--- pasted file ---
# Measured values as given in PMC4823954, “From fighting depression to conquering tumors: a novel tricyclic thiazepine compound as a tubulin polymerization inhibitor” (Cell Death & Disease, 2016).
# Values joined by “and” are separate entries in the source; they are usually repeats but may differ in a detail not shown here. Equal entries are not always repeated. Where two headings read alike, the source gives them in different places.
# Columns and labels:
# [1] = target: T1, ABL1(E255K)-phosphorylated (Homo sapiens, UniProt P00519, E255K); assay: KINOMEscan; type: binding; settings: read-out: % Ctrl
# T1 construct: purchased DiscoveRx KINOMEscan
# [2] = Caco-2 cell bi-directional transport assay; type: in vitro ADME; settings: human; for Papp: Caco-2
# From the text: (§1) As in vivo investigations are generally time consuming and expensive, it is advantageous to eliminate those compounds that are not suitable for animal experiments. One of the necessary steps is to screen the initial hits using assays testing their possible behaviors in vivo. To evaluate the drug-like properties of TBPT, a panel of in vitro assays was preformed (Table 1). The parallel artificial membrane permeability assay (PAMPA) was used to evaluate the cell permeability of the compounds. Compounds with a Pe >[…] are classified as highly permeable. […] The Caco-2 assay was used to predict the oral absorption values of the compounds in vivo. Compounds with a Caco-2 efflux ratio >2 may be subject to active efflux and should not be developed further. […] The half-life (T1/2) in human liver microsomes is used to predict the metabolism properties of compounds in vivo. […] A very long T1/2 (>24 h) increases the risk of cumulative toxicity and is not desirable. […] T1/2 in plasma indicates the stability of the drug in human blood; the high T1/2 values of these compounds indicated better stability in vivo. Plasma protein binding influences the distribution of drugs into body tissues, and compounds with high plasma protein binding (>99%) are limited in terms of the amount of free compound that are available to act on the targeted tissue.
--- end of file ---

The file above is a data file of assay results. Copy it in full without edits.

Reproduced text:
# Measured values as given in PMC4823954, “From fighting depression to conquering tumors: a novel tricyclic thiazepine compound as a tubulin polymerization inhibitor” (Cell Death & Disease, 2016).
# Values joined by “and” are separate entries in the source; they are usually repeats but may differ in a detail not shown here. Equal entries are not always repeated. Where two headings read alike, the source gives them in different places.
# Columns and labels:
# [1] = target: T1, ABL1(E255K)-phosphorylated (Homo sapiens, UniProt P00519, E255K); assay: KINOMEscan; type: binding; settings: read-out: % Ctrl
# T1 construct: purchased DiscoveRx KINOMEscan
# [2] = Caco-2 cell bi-directional transport assay; type: in vitro ADME; settings: human; for Papp: Caco-2
# From the text: (§1) As in vivo investigations are generally time consuming and expensive, it is advantageous to eliminate those compounds that are not suitable for animal experiments. One of the necessary steps is to screen the initial hits using assays testing their possible behaviors in vivo. To evaluate the drug-like properties of TBPT, a panel of in vitro assays was preformed (Table 1). The parallel artificial membrane permeability assay (PAMPA) was used to evaluate the cell permeability of the compounds. Compounds with a Pe >[…] are classified as highly permeable. […] The Caco-2 assay was used to predict the oral absorption values of the compounds in vivo. Compounds with a Caco-2 efflux ratio >2 may be subject to active efflux and should not be developed further. […] The half-life (T1/2) in human liver microsomes is used to predict the metabolism properties of compounds in vivo. […] A very long T1/2 (>24 h) increases the risk of cumulative toxicity and is not desirable. […] T1/2 in plasma indicates the stability of the drug in human blood; the high T1/2 values of these compounds indicated better stability in vivo. Plasma protein binding influences the distribution of drugs into body tissues, and compounds with high plasma protein binding (>99%) are limited in terms of the amount of free compound that are available to act on the targeted tissue.